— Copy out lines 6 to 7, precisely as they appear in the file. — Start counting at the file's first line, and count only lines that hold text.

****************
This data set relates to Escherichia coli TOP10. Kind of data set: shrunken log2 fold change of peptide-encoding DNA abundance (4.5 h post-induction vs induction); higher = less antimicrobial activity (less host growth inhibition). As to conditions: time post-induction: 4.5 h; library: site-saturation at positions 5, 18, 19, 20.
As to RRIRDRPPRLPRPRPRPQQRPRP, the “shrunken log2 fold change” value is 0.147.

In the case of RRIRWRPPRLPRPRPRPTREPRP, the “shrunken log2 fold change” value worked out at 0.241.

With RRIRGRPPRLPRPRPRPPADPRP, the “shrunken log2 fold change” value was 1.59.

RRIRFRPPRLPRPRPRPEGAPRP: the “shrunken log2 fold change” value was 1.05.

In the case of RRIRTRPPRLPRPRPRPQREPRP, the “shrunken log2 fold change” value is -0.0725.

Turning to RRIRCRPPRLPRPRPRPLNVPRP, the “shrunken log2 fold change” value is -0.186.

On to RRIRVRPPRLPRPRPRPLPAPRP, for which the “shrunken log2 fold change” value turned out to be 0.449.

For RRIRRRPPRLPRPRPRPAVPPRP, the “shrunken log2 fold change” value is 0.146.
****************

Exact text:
In the case of RRIRTRPPRLPRPRPRPQREPRP, the “shrunken log2 fold change” value is -0.0725.

Turning to RRIRCRPPRLPRPRPRPLNVPRP, the “shrunken log2 fold change” value is -0.186.